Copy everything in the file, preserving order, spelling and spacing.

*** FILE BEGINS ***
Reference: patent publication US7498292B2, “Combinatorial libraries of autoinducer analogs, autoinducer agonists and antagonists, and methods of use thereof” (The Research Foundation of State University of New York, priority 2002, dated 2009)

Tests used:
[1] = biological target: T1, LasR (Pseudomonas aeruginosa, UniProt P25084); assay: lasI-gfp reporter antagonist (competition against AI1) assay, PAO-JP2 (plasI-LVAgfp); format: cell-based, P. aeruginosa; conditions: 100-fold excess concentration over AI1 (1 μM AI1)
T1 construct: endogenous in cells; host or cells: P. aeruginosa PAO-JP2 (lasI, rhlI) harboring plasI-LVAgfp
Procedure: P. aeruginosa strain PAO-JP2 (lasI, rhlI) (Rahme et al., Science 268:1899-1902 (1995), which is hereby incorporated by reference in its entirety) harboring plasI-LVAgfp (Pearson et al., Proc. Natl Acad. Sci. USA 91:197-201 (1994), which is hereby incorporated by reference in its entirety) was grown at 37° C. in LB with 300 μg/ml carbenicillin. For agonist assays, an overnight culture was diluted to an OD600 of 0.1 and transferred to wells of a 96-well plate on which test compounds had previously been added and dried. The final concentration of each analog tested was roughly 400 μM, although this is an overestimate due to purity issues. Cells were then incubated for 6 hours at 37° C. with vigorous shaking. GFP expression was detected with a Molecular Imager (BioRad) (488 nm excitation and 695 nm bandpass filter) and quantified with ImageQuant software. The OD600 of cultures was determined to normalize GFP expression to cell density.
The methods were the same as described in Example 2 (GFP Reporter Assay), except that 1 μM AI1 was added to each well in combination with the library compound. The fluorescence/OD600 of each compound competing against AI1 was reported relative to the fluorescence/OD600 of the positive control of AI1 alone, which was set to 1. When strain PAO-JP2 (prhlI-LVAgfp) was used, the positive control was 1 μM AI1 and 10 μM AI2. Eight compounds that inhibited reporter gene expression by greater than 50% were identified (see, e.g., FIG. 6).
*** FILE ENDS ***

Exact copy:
Reference: patent publication US7498292B2, “Combinatorial libraries of autoinducer analogs, autoinducer agonists and antagonists, and methods of use thereof” (The Research Foundation of State University of New York, priority 2002, dated 2009)

Tests used:
[1] = biological target: T1, LasR (Pseudomonas aeruginosa, UniProt P25084); assay: lasI-gfp reporter antagonist (competition against AI1) assay, PAO-JP2 (plasI-LVAgfp); format: cell-based, P. aeruginosa; conditions: 100-fold excess concentration over AI1 (1 μM AI1)
T1 construct: endogenous in cells; host or cells: P. aeruginosa PAO-JP2 (lasI, rhlI) harboring plasI-LVAgfp
Procedure: P. aeruginosa strain PAO-JP2 (lasI, rhlI) (Rahme et al., Science 268:1899-1902 (1995), which is hereby incorporated by reference in its entirety) harboring plasI-LVAgfp (Pearson et al., Proc. Natl Acad. Sci. USA 91:197-201 (1994), which is hereby incorporated by reference in its entirety) was grown at 37° C. in LB with 300 μg/ml carbenicillin. For agonist assays, an overnight culture was diluted to an OD600 of 0.1 and transferred to wells of a 96-well plate on which test compounds had previously been added and dried. The final concentration of each analog tested was roughly 400 μM, although this is an overestimate due to purity issues. Cells were then incubated for 6 hours at 37° C. with vigorous shaking. GFP expression was detected with a Molecular Imager (BioRad) (488 nm excitation and 695 nm bandpass filter) and quantified with ImageQuant software. The OD600 of cultures was determined to normalize GFP expression to cell density.
The methods were the same as described in Example 2 (GFP Reporter Assay), except that 1 μM AI1 was added to each well in combination with the library compound. The fluorescence/OD600 of each compound competing against AI1 was reported relative to the fluorescence/OD600 of the positive control of AI1 alone, which was set to 1. When strain PAO-JP2 (prhlI-LVAgfp) was used, the positive control was 1 μM AI1 and 10 μM AI2. Eight compounds that inhibited reporter gene expression by greater than 50% were identified (see, e.g., FIG. 6).